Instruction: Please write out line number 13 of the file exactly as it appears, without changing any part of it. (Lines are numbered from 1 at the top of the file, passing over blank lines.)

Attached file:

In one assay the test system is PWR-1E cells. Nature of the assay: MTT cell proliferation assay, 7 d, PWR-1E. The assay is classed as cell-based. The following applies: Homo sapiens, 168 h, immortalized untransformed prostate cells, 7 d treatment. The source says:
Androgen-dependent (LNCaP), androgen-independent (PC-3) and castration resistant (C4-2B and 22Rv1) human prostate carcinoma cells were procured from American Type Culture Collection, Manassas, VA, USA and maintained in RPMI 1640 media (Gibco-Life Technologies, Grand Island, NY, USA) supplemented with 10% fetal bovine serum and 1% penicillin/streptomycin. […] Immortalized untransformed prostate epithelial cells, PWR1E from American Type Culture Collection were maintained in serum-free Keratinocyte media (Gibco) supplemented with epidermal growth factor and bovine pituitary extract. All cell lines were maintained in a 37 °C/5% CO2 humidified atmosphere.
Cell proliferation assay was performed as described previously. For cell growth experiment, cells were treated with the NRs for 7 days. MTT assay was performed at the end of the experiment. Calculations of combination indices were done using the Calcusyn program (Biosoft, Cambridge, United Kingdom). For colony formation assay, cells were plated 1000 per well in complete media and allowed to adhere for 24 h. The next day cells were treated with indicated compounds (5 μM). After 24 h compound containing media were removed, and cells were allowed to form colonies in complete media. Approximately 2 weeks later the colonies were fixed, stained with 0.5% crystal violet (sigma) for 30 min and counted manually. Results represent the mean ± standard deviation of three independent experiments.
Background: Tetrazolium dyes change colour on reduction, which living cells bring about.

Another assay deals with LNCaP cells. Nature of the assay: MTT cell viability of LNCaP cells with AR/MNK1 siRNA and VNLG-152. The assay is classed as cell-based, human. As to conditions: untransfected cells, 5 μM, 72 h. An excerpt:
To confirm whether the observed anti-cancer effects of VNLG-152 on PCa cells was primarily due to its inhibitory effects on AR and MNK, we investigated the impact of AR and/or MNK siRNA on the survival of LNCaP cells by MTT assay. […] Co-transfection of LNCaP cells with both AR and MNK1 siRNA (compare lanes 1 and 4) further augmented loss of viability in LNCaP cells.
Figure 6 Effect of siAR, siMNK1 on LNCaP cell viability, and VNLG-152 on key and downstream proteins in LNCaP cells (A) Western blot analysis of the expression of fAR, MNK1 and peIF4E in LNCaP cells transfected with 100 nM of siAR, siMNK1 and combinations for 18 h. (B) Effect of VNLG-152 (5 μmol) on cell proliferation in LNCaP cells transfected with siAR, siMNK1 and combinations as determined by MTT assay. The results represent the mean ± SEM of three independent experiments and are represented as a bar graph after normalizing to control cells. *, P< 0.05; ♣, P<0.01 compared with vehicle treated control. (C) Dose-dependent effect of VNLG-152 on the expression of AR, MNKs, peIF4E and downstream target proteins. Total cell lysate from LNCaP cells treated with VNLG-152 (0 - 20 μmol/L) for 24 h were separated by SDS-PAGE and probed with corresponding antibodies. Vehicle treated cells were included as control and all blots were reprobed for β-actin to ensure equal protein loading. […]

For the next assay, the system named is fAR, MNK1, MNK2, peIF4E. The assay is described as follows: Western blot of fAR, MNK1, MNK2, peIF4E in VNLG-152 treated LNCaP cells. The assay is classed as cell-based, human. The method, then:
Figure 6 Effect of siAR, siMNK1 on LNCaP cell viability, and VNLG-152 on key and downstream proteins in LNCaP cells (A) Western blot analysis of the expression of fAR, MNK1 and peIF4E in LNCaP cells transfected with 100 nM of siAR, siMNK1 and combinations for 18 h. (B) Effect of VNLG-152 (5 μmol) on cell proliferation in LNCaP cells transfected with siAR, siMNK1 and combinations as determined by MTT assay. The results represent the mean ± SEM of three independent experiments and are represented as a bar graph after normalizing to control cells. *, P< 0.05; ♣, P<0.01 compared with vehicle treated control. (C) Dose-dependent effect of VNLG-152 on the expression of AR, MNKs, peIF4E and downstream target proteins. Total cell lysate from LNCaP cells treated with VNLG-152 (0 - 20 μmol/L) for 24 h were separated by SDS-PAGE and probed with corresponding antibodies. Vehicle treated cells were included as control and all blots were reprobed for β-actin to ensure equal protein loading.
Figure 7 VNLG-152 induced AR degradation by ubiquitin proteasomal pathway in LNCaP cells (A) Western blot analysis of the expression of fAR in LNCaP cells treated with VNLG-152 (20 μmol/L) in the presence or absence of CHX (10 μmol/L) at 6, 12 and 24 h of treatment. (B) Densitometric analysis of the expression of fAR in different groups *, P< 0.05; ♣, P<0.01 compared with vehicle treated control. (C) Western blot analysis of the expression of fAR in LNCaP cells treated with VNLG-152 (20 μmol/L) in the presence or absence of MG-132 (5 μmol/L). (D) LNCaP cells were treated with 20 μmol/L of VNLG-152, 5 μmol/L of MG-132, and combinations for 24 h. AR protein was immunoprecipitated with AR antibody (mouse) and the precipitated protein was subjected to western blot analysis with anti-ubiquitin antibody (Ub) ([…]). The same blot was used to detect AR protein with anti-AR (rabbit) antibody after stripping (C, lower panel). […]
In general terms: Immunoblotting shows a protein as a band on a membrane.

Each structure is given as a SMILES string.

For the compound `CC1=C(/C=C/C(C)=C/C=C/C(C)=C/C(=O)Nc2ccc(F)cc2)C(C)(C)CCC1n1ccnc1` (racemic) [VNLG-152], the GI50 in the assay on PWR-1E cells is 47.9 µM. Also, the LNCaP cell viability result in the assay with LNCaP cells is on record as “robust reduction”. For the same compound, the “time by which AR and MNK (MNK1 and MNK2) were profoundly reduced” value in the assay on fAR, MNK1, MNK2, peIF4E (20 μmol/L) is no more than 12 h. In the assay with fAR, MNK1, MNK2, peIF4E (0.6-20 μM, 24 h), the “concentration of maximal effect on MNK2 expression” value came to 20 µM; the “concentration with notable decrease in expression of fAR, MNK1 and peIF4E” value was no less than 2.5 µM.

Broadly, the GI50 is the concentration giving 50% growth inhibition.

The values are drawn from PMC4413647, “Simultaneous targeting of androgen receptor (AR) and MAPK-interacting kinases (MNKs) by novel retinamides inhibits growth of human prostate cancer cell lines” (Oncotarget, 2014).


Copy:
For the compound `CC1=C(/C=C/C(C)=C/C=C/C(C)=C/C(=O)Nc2ccc(F)cc2)C(C)(C)CCC1n1ccnc1` (racemic) [VNLG-152], the GI50 in the assay on PWR-1E cells is 47.9 µM. Also, the LNCaP cell viability result in the assay with LNCaP cells is on record as “robust reduction”. For the same compound, the “time by which AR and MNK (MNK1 and MNK2) were profoundly reduced” value in the assay on fAR, MNK1, MNK2, peIF4E (20 μmol/L) is no more than 12 h. In the assay with fAR, MNK1, MNK2, peIF4E (0.6-20 μM, 24 h), the “concentration of maximal effect on MNK2 expression” value came to 20 µM; the “concentration with notable decrease in expression of fAR, MNK1 and peIF4E” value was no less than 2.5 µM.